Fiat SpA (F), the Italian carmaker that controls Chrysler Group LLC, forecast a prolonged downturn in the European market after reporting a wider loss in the region.
The third-quarter operating loss in Europe widened 61 percent to 219 million euros as revenue slumped 13 percent, the Turin, Italy-based carmaker said today. The company said it may not break even in the region until 2015 or 2016 after earlier targeting an end to losses in two years.
Chief Executive Officer Sergio Marchionne is cutting back on investment and holding off on bringing new Fiat vehicles to market because of Europe’s downturn, where industrywide sales are headed for their biggest annual drop in 19 years. The company said today 2012 trading profit will be at the lower end of a previous target of 3.8 billion euros to 4.5 billion euros.
“Events of the past 12 months have reinforced our negative view of the development of the European markets,” Marchionne said in a statement. “We see continuing weak trading conditions for the remainder of 2012, extending well into 2013 and at least part of 2014.”
Fiat dropped as much as 20 cents, or 5 percent, to 3.92 euros, the worst performer on the Bloomberg Europe Autos Index and Milan’s benchmark FTSE MIB Index, and was trading down 4.1 percent as of 4:18 p.m. local time. The stock has climbed 11 percent this year, valuing the company at 4.94 billion euros.
The Italian carmaker today said net debt at year’s end will be about 6.5 billion euros, compared with a previous forecast of as much as 6 billion euros. Net debt rose in the third quarter by 1.26 billion euros to 6.69 billion euros.
“The real story here is the balance sheet and finally we are seeing the cracks appears,” David Arnold, a sales specialist at Credit Suisse in London, said in a note to investors. “Fiat’s core has managed to consume 1.4 billion euros in cash within 92 days, or 15 million euros per day, much worse than what we are seeing anywhere else.”
In an effort to find a solution to woes in Europe, Marchionne approached PSA Peugeot Citroen and General Motors Co. (GM:US) earlier this month about a pan-European combination, three people familiar with the matter said. The Fiat CEO is looking for a partner to break the Italian carmaker out of its isolation in the region after GM and Peugeot announced an alliance earlier this year.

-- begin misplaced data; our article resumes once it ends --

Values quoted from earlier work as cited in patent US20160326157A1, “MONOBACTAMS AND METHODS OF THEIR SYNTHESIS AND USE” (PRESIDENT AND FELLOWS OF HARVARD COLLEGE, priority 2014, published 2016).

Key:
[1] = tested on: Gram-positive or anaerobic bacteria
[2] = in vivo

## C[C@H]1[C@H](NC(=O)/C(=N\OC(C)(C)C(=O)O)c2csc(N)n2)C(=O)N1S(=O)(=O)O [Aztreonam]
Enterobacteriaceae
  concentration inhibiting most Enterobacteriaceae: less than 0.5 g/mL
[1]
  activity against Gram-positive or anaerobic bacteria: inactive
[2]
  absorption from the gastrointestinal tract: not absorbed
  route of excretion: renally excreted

Fiat also cut revenue and profit goals for 2014 today. The Italian manufacturer now targets trading profit in a range of 4.7 billion euros to 5.2 billion euros, compared with an April 2010 forecast of about 7.5 billion euros. Revenue is set to increase to more than 94 billion euros, down from the previous forecast of 104 billion euros.
Third-quarter earnings before interest, taxes and one-time items, which Fiat calls trading profit, advanced 12 percent to 951 million euros on sales of Chrysler vehicles in North America. Revenue rose 16 percent to 20.4 billion euros.
Boosted by demand for 200 sedans and Jeep Grand Cherokee sport-utility vehicles Chrysler yesterday said its net income surged 80 percent to $381 million. The Auburn Hills, Michigan- based manufacturer also confirmed its 2012 forecast of about $1.5 billion in net income.
Fiat, which consolidated Chrysler last year after increasing its stake in the U.S. carmaker to more than 50 percent, also reduced its 2014 forecast for deliveries to at least 4.6 million vehicles from the original target of about 6 million.
The Italian manufacturer isn’t alone in struggling in Europe. The French government has had to support Peugeot (UG) by backing 7 billion euros in new bonds for its financing arm. Ford Motor Co. (F:US) is closing three plants in the region, Daimler AG (DAI) scrapped its profit target for next year, and Volkswagen AG (VOW) posted its largest drop in earnings since 2009 in the third quarter.
Fiat’s problems are compounded by its troubled home country, which accounts for half its sales in the region. Its plants in Italy, where car sales are on pace to plunge this year to the lowest level in more than three decades, are running at 50 percent of capacity, far below the 80 percent threshold typically considered profitable.
To counter the severe slump in European sales, Marchionne plans to use its Italian plants to export cars outside Europe. The automaker, which doesn’t intend to shut down additional factories in Italy, will build six new models in its home country for export in 2014, including an all-new Jeep model, two Alfa Romeo cars and a new Maserati. It also plans to introduce six vehicles in Europe next year.
Fiat also said it is in talks with the Italian government on actions to improve competitiveness of exports. The carmaker has suspended investments in Italy, cutting European spending by 500 million euros in 2012, and has delayed new models, including the Punto hatchback.
Marchionne, 60, has acknowledged that he neglected Europe while turning around Chrysler after it emergence from bankruptcy. While he ultimately would like to merge the two companies into a single global giant, he has said he wants to get Fiat back on track before that can happen.
“The European operations have deeply negative real value,” Harald Hendrikse, a Citigroup analyst in London who recommends selling Fiat shares, wrote in a note to investors.
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